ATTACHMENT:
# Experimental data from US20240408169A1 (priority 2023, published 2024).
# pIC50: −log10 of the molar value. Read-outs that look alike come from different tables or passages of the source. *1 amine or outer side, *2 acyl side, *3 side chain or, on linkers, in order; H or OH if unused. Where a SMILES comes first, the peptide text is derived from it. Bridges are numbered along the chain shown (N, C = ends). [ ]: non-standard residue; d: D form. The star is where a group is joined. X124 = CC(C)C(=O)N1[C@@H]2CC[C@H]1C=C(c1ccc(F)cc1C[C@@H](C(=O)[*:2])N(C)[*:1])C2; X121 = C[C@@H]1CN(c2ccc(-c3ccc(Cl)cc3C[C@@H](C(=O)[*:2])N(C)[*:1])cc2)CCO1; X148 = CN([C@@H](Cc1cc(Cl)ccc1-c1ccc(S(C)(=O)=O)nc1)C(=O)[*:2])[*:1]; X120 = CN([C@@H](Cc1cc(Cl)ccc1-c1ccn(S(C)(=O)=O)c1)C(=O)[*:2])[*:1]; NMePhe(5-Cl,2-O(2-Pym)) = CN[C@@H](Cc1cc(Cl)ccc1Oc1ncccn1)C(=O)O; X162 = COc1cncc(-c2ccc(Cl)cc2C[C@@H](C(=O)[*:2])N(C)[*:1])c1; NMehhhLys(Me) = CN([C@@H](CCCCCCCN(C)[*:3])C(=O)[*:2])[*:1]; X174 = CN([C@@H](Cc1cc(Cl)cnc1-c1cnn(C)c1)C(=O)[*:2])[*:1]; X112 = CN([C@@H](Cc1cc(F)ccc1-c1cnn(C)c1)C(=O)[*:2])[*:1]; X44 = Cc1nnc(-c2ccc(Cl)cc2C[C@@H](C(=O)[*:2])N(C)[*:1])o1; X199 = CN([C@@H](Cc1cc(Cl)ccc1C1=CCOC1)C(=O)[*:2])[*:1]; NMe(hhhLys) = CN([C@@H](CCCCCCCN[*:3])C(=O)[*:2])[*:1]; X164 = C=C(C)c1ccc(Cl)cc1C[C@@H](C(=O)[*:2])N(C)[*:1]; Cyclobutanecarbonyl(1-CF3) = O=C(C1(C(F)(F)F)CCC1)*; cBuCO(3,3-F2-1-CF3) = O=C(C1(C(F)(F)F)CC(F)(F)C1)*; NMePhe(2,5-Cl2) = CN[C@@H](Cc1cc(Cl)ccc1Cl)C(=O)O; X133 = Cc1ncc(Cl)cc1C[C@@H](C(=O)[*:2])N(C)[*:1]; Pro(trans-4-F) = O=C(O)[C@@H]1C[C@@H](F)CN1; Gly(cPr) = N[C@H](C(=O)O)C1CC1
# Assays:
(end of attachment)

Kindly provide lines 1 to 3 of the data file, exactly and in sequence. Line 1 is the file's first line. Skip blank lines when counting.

# Experimental data from US20240408169A1 (priority 2023, published 2024).
# pIC50: −log10 of the molar value. Read-outs that look alike come from different tables or passages of the source. *1 amine or outer side, *2 acyl side, *3 side chain or, on linkers, in order; H or OH if unused. Where a SMILES comes first, the peptide text is derived from it. Bridges are numbered along the chain shown (N, C = ends). [ ]: non-standard residue; d: D form. The star is where a group is joined. X124 = CC(C)C(=O)N1[C@@H]2CC[C@H]1C=C(c1ccc(F)cc1C[C@@H](C(=O)[*:2])N(C)[*:1])C2; X121 = C[C@@H]1CN(c2ccc(-c3ccc(Cl)cc3C[C@@H](C(=O)[*:2])N(C)[*:1])cc2)CCO1; X148 = CN([C@@H](Cc1cc(Cl)ccc1-c1ccc(S(C)(=O)=O)nc1)C(=O)[*:2])[*:1]; X120 = CN([C@@H](Cc1cc(Cl)ccc1-c1ccn(S(C)(=O)=O)c1)C(=O)[*:2])[*:1]; NMePhe(5-Cl,2-O(2-Pym)) = CN[C@@H](Cc1cc(Cl)ccc1Oc1ncccn1)C(=O)O; X162 = COc1cncc(-c2ccc(Cl)cc2C[C@@H](C(=O)[*:2])N(C)[*:1])c1; NMehhhLys(Me) = CN([C@@H](CCCCCCCN(C)[*:3])C(=O)[*:2])[*:1]; X174 = CN([C@@H](Cc1cc(Cl)cnc1-c1cnn(C)c1)C(=O)[*:2])[*:1]; X112 = CN([C@@H](Cc1cc(F)ccc1-c1cnn(C)c1)C(=O)[*:2])[*:1]; X44 = Cc1nnc(-c2ccc(Cl)cc2C[C@@H](C(=O)[*:2])N(C)[*:1])o1; X199 = CN([C@@H](Cc1cc(Cl)ccc1C1=CCOC1)C(=O)[*:2])[*:1]; NMe(hhhLys) = CN([C@@H](CCCCCCCN[*:3])C(=O)[*:2])[*:1]; X164 = C=C(C)c1ccc(Cl)cc1C[C@@H](C(=O)[*:2])N(C)[*:1]; Cyclobutanecarbonyl(1-CF3) = O=C(C1(C(F)(F)F)CCC1)*; cBuCO(3,3-F2-1-CF3) = O=C(C1(C(F)(F)F)CC(F)(F)C1)*; NMePhe(2,5-Cl2) = CN[C@@H](Cc1cc(Cl)ccc1Cl)C(=O)O; X133 = Cc1ncc(Cl)cc1C[C@@H](C(=O)[*:2])N(C)[*:1]; Pro(trans-4-F) = O=C(O)[C@@H]1C[C@@H](F)CN1; Gly(cPr) = N[C@H](C(=O)O)C1CC1
# Assays: